Critics’ Picks

View of “Auto-Kino!,” 2010.

View of “Auto-Kino!,” 2010.



Temporäre Kunsthalle Berlin
Schlossfreiheit 1, Schlosplatz
February 5–March 14, 2010

Responding to the psychic drain of Berlin’s unremitting winter, Phil Collins’s latest project, “Auto-Kino!,” transforms the Temporäre Kunsthalle into a playful drive-in cinema for which viewers reserve spots by the hour via a telephone hotline. The dusky gallery’s spectacular installation—fifteen vehicles facing a screen, complete with refreshment stand in the corner—lures visitors into a participatory realm only to permit an immediate withdrawal into the relative privacy of individual cars. The show is not all surface, however. In collaboration with Siniša Mitrović (his partner in the production company that administers his participant-based video works), Collins has curated a bursting program—timed to coincide with the Berlinale film festival—lasting approximately eight hours per day and comprising screenings of film and video by seventy-three artists and filmmakers from the 1930s to the present.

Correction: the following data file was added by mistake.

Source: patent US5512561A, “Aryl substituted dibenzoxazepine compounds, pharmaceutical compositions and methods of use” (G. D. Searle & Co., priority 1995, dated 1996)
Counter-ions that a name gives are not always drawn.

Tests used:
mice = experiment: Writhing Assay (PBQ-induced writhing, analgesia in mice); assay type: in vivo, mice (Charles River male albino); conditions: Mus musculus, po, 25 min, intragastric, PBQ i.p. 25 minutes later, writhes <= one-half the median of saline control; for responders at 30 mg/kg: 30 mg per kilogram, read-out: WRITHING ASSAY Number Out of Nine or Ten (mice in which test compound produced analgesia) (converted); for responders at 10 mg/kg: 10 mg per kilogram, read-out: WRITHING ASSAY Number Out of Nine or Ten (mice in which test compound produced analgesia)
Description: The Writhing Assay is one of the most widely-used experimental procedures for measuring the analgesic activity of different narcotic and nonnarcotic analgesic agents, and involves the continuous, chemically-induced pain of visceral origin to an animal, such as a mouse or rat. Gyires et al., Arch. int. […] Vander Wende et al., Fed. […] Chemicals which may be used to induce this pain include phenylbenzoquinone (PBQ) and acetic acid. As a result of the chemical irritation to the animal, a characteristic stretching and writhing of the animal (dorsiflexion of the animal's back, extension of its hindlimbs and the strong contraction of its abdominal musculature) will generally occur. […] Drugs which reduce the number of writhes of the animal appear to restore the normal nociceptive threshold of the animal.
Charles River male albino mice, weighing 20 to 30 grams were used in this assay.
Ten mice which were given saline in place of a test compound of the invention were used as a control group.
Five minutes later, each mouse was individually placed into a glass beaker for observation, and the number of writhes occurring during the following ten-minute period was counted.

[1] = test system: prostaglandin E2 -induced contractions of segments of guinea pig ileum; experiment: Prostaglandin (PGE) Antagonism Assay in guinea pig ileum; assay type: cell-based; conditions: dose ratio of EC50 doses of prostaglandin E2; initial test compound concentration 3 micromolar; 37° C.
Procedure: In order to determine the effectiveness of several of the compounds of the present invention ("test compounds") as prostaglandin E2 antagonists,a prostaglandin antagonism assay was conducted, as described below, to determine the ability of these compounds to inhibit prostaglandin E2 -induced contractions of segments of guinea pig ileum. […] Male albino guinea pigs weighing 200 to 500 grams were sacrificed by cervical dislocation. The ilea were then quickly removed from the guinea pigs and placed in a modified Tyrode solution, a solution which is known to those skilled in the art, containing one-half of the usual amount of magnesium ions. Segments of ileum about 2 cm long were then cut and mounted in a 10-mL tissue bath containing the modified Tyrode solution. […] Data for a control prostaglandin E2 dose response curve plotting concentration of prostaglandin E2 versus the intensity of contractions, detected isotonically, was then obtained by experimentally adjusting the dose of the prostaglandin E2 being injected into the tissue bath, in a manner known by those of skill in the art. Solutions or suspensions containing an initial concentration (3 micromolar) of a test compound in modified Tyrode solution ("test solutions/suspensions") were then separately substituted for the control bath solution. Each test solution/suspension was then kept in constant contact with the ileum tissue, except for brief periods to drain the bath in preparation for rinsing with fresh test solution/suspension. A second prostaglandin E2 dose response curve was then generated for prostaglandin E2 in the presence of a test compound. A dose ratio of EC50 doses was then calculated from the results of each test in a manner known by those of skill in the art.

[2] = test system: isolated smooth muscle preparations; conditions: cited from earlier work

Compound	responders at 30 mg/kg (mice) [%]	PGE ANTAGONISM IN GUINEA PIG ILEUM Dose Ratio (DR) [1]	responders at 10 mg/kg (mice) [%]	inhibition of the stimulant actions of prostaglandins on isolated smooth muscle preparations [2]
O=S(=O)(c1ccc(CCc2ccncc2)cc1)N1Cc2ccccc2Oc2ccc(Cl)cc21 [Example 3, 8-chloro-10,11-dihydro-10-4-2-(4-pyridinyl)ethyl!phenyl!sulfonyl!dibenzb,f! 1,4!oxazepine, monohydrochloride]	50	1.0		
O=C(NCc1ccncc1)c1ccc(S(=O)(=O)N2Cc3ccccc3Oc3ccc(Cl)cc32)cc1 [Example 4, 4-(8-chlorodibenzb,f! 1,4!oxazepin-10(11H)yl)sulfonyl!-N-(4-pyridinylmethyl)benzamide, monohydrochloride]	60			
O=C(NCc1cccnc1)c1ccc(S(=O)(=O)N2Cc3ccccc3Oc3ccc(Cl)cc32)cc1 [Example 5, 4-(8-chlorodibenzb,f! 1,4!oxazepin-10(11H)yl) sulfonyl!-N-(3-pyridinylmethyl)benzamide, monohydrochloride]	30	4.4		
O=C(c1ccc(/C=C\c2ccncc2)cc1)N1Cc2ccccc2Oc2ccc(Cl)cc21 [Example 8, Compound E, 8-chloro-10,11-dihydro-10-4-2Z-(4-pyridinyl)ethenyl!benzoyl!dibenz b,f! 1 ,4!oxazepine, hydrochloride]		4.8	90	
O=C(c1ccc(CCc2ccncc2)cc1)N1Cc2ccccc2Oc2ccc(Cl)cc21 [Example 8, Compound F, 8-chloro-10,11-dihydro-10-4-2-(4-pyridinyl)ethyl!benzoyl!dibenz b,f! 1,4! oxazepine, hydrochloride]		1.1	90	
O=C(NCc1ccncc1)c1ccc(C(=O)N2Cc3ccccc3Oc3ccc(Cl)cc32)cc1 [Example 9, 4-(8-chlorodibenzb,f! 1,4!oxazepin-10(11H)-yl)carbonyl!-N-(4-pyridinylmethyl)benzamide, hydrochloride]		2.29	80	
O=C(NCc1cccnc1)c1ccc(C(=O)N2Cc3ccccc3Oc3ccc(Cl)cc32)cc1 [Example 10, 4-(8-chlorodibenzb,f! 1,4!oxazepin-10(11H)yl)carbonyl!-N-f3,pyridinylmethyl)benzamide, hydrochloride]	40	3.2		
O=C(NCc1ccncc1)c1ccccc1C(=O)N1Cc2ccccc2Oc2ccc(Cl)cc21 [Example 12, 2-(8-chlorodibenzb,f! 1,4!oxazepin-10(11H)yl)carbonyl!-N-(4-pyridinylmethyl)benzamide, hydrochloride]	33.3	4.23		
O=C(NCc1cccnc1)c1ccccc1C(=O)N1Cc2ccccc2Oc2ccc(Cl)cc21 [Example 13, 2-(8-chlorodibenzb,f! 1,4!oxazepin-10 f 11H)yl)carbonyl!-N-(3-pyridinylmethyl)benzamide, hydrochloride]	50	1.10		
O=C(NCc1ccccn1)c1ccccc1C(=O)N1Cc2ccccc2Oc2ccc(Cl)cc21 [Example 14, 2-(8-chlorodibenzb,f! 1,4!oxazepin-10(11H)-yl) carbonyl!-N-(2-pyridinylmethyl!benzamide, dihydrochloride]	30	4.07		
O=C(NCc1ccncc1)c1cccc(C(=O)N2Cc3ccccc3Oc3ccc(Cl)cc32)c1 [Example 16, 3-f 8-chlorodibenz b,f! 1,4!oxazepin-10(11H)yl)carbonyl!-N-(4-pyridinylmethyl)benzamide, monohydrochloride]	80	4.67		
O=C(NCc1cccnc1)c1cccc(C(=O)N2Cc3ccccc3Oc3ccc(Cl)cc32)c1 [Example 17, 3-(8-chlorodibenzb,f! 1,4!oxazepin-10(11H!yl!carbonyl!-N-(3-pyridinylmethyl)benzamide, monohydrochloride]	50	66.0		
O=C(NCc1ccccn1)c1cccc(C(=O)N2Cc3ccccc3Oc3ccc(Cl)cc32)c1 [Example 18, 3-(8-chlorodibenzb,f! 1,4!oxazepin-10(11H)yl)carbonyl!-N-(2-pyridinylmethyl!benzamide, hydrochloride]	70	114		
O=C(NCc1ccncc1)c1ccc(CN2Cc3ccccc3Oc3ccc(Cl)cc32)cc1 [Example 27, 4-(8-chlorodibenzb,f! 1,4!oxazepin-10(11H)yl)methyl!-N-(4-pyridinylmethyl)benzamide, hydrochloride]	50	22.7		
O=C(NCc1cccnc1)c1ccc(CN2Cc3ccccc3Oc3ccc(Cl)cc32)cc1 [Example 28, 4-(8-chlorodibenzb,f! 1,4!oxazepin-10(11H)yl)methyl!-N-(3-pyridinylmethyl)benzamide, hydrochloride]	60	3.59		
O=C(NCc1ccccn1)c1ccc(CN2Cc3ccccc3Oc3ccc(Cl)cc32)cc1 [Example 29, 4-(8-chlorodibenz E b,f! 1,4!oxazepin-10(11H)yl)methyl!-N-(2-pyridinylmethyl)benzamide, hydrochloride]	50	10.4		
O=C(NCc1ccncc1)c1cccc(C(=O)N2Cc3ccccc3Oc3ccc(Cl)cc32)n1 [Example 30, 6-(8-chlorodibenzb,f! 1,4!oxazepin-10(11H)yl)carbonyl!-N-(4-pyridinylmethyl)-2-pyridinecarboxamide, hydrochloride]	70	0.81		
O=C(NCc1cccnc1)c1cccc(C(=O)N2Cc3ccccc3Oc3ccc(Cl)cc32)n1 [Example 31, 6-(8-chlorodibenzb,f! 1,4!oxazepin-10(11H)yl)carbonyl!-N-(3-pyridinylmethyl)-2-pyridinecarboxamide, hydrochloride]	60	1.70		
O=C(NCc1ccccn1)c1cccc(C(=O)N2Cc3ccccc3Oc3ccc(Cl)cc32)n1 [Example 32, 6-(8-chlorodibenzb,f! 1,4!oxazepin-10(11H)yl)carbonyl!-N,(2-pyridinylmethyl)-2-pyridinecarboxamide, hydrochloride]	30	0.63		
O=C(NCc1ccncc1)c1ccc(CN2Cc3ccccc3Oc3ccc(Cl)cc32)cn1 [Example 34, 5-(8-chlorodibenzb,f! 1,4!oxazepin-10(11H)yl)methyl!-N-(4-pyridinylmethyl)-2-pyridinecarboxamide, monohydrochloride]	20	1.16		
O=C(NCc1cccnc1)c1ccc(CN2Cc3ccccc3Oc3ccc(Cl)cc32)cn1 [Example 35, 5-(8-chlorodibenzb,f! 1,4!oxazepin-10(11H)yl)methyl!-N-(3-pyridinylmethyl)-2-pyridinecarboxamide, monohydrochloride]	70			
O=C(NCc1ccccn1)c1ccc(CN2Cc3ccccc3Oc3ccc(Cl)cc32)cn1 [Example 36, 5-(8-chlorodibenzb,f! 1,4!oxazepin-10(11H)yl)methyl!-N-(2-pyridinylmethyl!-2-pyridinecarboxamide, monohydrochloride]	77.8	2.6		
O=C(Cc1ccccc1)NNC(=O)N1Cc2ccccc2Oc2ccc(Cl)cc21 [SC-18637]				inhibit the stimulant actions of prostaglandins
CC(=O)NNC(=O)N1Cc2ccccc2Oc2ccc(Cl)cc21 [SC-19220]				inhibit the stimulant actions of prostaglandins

At the same time that he re-creates this iconic symbol of American suburban entertainment in the middle of Berlin, Collins also traces the city’s rich cinematic history. Berlin is the setting for several films screened, ranging from a feature set among post–World War II ruins to Marcel Broodthaers’s 1974 Berlin oder ein Traum mit Sahne (Berlin or a Dream with Cream), which records scenes from the artist’s daily life in West Berlin. Berlin-based filmmakers are also strongly represented, among them Harun Farocki, Christian Jankowski, Anri Sala, and Hito Steyerl. Some entries allude to the drive-in’s seamier side, including a world premiere from queer-porn cult fixture Bruce LaBruce. Acknowledging that viewers may visit with varying agendas, Collins says he hopes the venue will spur some to indulge their own lustful inclinations. Perhaps this highly produced festival is really an elaborate ruse to support the artist’s ongoing probe of the slippage between representation and the real.

An exhibition by Phil Collins is also currently on view at daadgalerie until March 20.